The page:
Despite what many pet owners may believe, “dog breath” is not just a nuisance – it’s a sign of an unhealthy mouth. Bad breath is caused by bacteria. Over time, bacteria leads to plaque and tartar buildup on your pet’s teeth. The result is bad breath, reddened gums, and other common signs of dental disease. As dental disease progresses, other signs can include drooling, discomfort while chewing, and loose or missing teeth. Even if you’re using treats and chews to help control tartar, these are frequently not enough to keep dental disease in check. Ask us about the best ways to control plaque and help protect your pet from dental disease.
Dental hygiene is an important part of your pet’s health because dental disease can be associated with other serious health problems such as heart disease and kidney disease. But how do you know if your pet has a healthy mouth? We will examine your pet’s teeth and gums to help determine if there are any dental issues you should know about. After a brief visual examination, we may recommend a more detailed examination (which requires sedation), a dental cleaning, or options for at-home dental care.
We can offer expert advice to help you keep your pet’s teeth and gums healthy! Dental health shouldn’t be taken for granted. Fortunately, many dental problems can be managed through at-home care and by bringing your pet to us for regular dental checkups and teeth cleanings. We want your pet to live a long, healthy life, and maintaining a healthy mouth is part of that. Call today to discuss your pet’s dental care needs and how we can help!
Tustana Animal Hospital Dental Package:
Blood Work: A full total health profile is performed in the morning prior to anesthesia. This is to pick up on any abnormalities and ensure the safety of our patients.
General Anesthesia for routine prophylaxis: Each patient has their own anesthetic protocol based on their age and other factors. General anesthesia allows us to thoroughly examine the whole mouth, take dental radiographs and clean pockets and provide other treatment if indicated. It is also much less stressful for our loved ones.
Anesthesia Monitoring: Unfortunately anesthesia isn’t 100% risk-free. However, the good news is that complications are extremely rare. To reduce the risk of any anesthetic complications the doctor will examine each pet before the procedure, they will review pre-anesthetic blood work and base their anesthetic plan on those findings.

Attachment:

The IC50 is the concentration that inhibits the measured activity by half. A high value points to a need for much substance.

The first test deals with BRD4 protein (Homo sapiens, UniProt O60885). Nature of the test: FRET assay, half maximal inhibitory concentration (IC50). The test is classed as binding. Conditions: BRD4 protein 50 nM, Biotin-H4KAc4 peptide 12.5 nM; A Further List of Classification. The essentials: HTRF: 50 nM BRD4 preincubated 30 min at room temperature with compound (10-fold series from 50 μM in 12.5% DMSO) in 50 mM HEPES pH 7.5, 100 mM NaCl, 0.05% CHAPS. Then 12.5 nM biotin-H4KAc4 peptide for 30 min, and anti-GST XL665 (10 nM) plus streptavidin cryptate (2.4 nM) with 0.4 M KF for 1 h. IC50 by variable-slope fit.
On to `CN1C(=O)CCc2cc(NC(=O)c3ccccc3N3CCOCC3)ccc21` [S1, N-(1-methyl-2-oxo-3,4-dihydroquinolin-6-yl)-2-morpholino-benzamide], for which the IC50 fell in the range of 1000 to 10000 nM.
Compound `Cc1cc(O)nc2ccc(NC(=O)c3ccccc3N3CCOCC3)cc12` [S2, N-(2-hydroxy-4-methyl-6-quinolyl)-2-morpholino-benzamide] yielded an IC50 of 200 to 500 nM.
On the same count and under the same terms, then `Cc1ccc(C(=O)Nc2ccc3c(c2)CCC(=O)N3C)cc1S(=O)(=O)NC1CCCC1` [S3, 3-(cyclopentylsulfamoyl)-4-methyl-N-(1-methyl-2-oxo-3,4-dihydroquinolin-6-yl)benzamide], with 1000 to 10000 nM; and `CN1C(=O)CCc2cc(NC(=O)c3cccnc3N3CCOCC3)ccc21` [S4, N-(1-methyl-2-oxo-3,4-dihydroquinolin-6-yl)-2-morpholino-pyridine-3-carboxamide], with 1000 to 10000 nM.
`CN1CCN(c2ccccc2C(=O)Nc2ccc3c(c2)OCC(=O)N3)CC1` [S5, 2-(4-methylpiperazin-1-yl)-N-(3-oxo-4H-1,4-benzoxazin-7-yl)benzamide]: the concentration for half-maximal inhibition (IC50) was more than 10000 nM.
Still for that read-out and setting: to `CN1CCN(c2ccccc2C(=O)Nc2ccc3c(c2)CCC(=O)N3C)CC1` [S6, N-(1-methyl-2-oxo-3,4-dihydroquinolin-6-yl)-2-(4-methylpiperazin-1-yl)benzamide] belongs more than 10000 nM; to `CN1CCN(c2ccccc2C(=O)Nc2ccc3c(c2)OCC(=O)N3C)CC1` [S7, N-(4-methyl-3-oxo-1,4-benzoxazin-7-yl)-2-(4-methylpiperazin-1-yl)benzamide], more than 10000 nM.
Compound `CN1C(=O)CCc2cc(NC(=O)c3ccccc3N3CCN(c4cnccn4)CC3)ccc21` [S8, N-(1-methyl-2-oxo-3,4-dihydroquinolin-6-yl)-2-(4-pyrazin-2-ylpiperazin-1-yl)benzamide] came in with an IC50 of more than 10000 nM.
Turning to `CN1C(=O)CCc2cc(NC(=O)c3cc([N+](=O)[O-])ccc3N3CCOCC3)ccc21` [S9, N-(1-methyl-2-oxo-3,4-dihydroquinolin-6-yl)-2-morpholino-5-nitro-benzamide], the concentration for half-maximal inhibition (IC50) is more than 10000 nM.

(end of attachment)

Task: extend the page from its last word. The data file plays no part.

All our patients are connected to an anesthetic monitoring machine which measures the pulse oximetry(oxygen saturation of their blood), ECG (heart rate and rhythm), blood pressure, and temperature. We also have a dedicated technician monitoring the patient under anesthesia.
We maintain body temperature under anesthesia with the latest bair hugger technology- imagine a blanket of circulating warm air covering the patient.
IV Fluids: All patients have an IV catheter placed, this allows us to give them their drugs safely and painlessly. We also keep all our patients on IV fluids whilst under anesthesia to support their blood pressure and circulation.
Full Mouth Dental Radiographs: Dental radiographs are taken of all the teeth in the mouth. This allows us to accurately assess the health of the mouth and teeth both above and below the gum line. Did you know up to 60% of dogs teeth are below the gum line?
Dental Prophylaxis: The whole mouth is probed by our doctor checking for signs of periodontal disease and other issues, this is all recorded on a dental chart. The teeth are then scaled with a high-frequency water-cooled scaler to remove all the tartar and calculus. Once scaling is finished the teeth are polished to leave a smooth surface to make it more difficult for tartar to attach. Finally, a fluoride gel is applied to help strengthen the enamel.
We monitor our patients under anesthesia for several hours after their procedure before sending them home the same evening.
Our aim is to provide thorough dental prophylaxis to keep our patient’s mouths healthy and avoid having to extract teeth. Unfortunately, there are often times where we are already dealing with substantial dental disease, and teeth may be infected and causing pain and a constant source of bacteria for the body. In these cases, we sometimes will recommend extracting diseased teeth or other periodontal treatments. This will be based on probing of the mouth under anesthesia and what we see on their dental radiographs. Extractions, periodontal, and other non-routine treatment, along with medications that may need be required (antibiotics/ pain relief etc.) are NOT included in the dental package.